The enigma of Gautam Gambhir

6:27 AM ET

  • Karthik Krishnaswamy

From the start of India’s 2008 series in Sri Lanka to the end of their 2010-11 tour of South Africa, Gautam Gambhir averaged 60.52 and scored eight hundreds over a period of 24 Test matches. He made centuries in five successive Tests, falling just short of Don Bradman’s record of six, and scored at least a half-century in 11 successive Tests, a feat previously achieved only by Viv Richards.

In 34 Tests either side of that Richardsian and almost Bradmanesque phase, Gambhir averaged 28.28.

Two years after he last played for India, Gambhir has announced his retirement from all cricket, and the question must be asked once more: was he a potential great who underachieved for most of his career, or was he simply a good Test cricketer who enjoyed one glorious spell of over-achievement?

It is a question befitting one of Indian cricket’s most complex and vexing figures.


What are the things we remember cricketers by?

In Gambhir’s case, there are many that should spring immediately to mind. The square-cut, the nudge off the legs, the cleared-front-leg hoick over wide mid-on. The nimble feet against spin, the chips over midwicket and extra-cover. The crazy charge down the track to Thisara Perera, exposing all three stumps, when he was three runs short of joining Clive Lloyd, Richards, Aravinda de Silva, Ricky Ponting, Adam Gilchrist and Mahela Jayawardene as centurions in World Cup finals. The elbowing of Shane Watson, the argy-bargy with Virat Kohli during an IPL game. The eagerness to put on that shiny Kolkata Knight Riders helmet and station himself at bat-pad when Sunil Narine bowled, particularly when MS Dhoni was new to the crease. The rat-a-tat clatter of media-trained cliches in press conferences; the on-the-sleeve patriotism, often edging into dangerous shades of nationalism, in social-media pronouncements. Above all, that default facial expression: half-glare, half-scowl, fully Gambhir. It’s almost like his surname – in Hindi it can mean serious, grave, grim, solemn or severe – predestined him to carry that expression around the world’s cricket grounds.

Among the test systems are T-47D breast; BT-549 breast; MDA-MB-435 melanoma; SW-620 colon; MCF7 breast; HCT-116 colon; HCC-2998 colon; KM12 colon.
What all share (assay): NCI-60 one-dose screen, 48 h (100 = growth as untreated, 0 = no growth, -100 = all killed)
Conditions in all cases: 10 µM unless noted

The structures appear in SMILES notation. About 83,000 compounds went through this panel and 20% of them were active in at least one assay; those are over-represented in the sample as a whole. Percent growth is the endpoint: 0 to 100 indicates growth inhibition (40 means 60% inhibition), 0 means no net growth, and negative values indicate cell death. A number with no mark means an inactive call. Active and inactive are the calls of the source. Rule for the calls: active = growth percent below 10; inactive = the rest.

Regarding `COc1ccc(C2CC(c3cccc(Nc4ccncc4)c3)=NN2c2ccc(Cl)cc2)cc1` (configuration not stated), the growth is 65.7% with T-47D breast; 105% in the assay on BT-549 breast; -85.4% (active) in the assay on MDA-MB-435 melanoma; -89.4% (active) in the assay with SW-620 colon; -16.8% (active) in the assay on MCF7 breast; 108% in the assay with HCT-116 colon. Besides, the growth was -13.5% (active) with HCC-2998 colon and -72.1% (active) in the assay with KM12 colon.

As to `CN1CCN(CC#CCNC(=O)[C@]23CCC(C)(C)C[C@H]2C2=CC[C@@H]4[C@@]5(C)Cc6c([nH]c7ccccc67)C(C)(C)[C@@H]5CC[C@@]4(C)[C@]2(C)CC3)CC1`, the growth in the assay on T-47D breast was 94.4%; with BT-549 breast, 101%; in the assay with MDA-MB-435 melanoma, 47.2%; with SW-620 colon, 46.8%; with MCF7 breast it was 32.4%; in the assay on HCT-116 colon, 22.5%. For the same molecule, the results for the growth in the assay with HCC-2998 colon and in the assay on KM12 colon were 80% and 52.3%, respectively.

The image that pops into my head when I think of Gambhir is of a cricket shot, a forward defensive. The bowler is Ajantha Mendis, the terrifyingly indecipherable Ajantha Mendis of 2008, and the ball is delivered from over the wicket, initially angling across the left-handed Gambhir, drawing him forward, pitching on middle-and-off or thereabouts.

The image isn’t of one forward defensive in isolation. It is, rather, like a lenticular print, of Gambhir pressing forward, landing lightly on the ball of his front foot, his toes in line with the Mendis delivery. Angle the print one way, and it is a carrom ball, straightening into Gambhir; angle it the other way, and it’s the offbreak, turning away from him.

Gambhir’s footwork has situated him perfectly to deal with both possibilities. Since only his toes are in line with the ball, his front pad isn’t in the way of his bat coming down straight in case the ball turns into him. At the same time, his front leg is close enough to the initial line to enable him, with a full bend of his knee, to get his head over the offbreak and either defend it or, if the degree of turn is extravagant, pad it away.

I don’t remember with any degree of certainty whether Gambhir played this particular sequence of forward defensives at the Sinhalese Sports Club, in Galle, or at the P Sara Oval. That in itself is testament to his consistency – 39, 43, 56, 74, 72, 26 – over a series in which Rahul Dravid, Sachin Tendulkar, VVS Laxman and Sourav Ganguly struggled to come to terms with Mendis and Muttiah Muralitharan. All I remember is watching his footwork and thinking to myself, ‘Here is a seriously good player of spin.’